Composing a life in serious music

Malibu resident Maria Newman's music will be performed by the chamber group, Pacific Serenades.

Malibu resident and composer Maria Newman’s music will be performed by the award-winning chamber group Pacific Serenades Jan. 8, 9 and 11.

By Pam Linn/Special to The Malibu Times

To be the youngest member of a Hollywood music dynasty is surely a test of one’s mettle. Oh, sure, you inherit the genes, the talent, and are surrounded by good music and gifted musicians. But living up to the legacy must be daunting.

For Maria Newman, the decision was not whether to play, or what to play, but just how far she could push the limits of a world dominated by men. Her father, nine-time Oscar-winning composer Alfred Newman, supported her violin and piano lessons. He died when she was just eight, probably never considering she might someday want to write serious music. But after graduating from the Eastman School of Music and Yale University with honors and playing in chamber and studio orchestras, she knew she wanted to compose.

“I was so scared, not only of being compared to my dad but to my brothers, Tom and David. They were doing so beautifully. They had established themselves before I was out of high school,” Newman said in a recent telephone interview. “I was also worried that a woman would not be taken seriously as a composer.”

So she began by writing under a pseudonym, taking her grandmother’s name, M. Louis Parker, because it seemed gender neutral. “Back in the times when Brahms and Beethoven were writing, it was expected they would be players and composers. But in this country, it wasn’t hip to be both a classical player and a composer,” Newman said. “I was afraid I would be criticized for playing my own music.”

It wasn’t long before musicians who loved playing her music became curious about M. Louis Parker and were asking Newman to come up with the biographical information.

“So I finally came out of the composition closet and wrote as Maria Newman. A lot of people heard it and the music started getting around and musicians liked it,” she said.

Limiting her earliest compositions to chamber music, it was about three years before she attempted to write for full orchestra, eventually including choral, ballet and oratorio and writing for all the western classical instruments.

“I write a lot for strings; they’re the skeleton of the orchestra,” she said. “With chamber music, a violin part written for tuba doesn’t sound right. With commissions, you know the players for whom you’re writing, so if you have a tuba player who’s a virtuoso, you can write to his talent. Then you also take the chance that another player won’t make it sound as good.”

Though she’s now comfortable writing for large ensembles, playing and writing chamber music particularly suits her sensibilities. “I love being a part of things. When you play with a symphony, the conductor is in complete control and it doesn’t matter what kind of ideas you have,” Newman said. “Chamber is very democratic, egalitarian. You can go over everyone’s ideas and agree and then go forward from there. It’s the most satisfying way to convey emotions musically.”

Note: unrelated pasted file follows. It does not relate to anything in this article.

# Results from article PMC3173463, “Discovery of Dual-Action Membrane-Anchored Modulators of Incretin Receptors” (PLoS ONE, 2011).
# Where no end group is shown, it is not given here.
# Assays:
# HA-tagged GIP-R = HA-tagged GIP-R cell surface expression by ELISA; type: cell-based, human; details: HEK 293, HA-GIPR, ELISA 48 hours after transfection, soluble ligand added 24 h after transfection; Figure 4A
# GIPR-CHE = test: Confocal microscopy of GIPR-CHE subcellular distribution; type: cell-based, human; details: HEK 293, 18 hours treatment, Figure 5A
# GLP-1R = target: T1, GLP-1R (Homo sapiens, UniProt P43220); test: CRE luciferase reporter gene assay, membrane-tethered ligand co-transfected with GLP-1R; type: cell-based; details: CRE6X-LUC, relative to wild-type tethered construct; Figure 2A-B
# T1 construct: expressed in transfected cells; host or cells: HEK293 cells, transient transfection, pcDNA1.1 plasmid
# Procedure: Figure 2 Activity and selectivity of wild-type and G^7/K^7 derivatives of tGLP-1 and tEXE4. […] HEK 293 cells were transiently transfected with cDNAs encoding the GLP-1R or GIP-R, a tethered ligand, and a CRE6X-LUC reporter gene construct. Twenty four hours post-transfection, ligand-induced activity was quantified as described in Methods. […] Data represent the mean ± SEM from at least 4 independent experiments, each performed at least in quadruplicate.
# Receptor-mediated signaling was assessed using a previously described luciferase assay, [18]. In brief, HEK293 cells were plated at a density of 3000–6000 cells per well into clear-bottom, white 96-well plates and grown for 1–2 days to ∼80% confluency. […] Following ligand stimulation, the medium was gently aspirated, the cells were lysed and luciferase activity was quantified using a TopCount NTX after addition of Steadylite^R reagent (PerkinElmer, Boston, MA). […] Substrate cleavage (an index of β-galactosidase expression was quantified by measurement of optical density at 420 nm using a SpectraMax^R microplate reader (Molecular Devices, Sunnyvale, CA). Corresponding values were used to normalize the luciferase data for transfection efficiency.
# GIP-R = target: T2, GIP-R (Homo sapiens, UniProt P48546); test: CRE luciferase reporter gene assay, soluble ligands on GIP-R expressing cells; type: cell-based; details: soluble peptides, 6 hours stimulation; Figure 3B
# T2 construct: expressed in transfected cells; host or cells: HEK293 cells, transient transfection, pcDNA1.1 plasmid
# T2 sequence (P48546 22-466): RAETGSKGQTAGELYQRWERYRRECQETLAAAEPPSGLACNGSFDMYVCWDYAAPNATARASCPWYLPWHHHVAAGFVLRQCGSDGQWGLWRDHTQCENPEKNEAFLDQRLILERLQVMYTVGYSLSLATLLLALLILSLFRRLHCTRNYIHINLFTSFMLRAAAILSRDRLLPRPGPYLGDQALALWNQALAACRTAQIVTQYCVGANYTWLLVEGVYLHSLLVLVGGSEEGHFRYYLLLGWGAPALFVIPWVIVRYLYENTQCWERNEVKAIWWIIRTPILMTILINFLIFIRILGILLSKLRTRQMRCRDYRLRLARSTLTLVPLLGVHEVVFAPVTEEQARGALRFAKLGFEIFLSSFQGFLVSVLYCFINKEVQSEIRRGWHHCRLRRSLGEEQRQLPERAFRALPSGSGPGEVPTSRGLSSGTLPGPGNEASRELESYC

The award-winning chamber group Pacific Serenades opens its 19th season this week with the world premiere of Newman’s “Pennipotenti” (Latin for birds) for flute, violin and viola, her second commission for them.

“I never did play with Pacific Serenades, but I know each player in that group and I’ve written for them before,” Newman said. “I think it’s something the players can sink their teeth into. They’re all studio musicians, they’re phenomenal.”

Because she wouldn’t be able to rehearse the new work, Mark Carlson, the group’s director and flutist, came to Newman’s Malibu home and played the parts with the composer and her husband, Scott Hosfeld, on violin and viola. “They could have put it together without my help,” she said. “It was just to get some of my suggestions.”

One of four concert programs for the 2005 season, the first also includes JS Bach, Suite in D minor; BWV 1008 for solo cello; Mozart, Quartet in C major; K 285b for flute and strings; Shostakovich, Quartet No. 10 in Ab, Op. 118.

The concert will be performed Jan. 8 at a private home in Pasadena, Jan. 9 at Pasadena Neighborhood Church and Jan. 11 at UCLA Faculty Center in Westwood.

The Thousand Oaks New West Symphony has commissioned Newman to write a piece for its 10th Anniversary Season Celebration. After 10 years as composer in residence at Icicle Creek Music Center in Washington, she was recently named to that post with Orchestra da Camera at the Colburn School.

Her three children, who attend Malibu schools, have apparently inherited the Newman music gene. Martha, 8, plays violin and Isabella, 6, plays cello. Sonny, 4, has yet to choose an instrument.

With three children, Newman had to cut back on studio playing but not on teaching and composing. The children went along last August to North Carolina where Newman was composer in residence at Brevard Music Center.

“I love managed chaos. I work well with deadlines,” she said. “I work well under pressure.”

The pressure she faces now is just the result of a schedule that goes with success. After nine consecutive ASCAP awards and numerous composing grants, there’s no longer the pressure of following in her father’s footsteps.

“I’m one of the luckiest people. I have wonderful friends who perform my pieces over and over again,” she said. “That’s been a real blessing.”

For Pacific Serenades tickets, call 213.534.3434.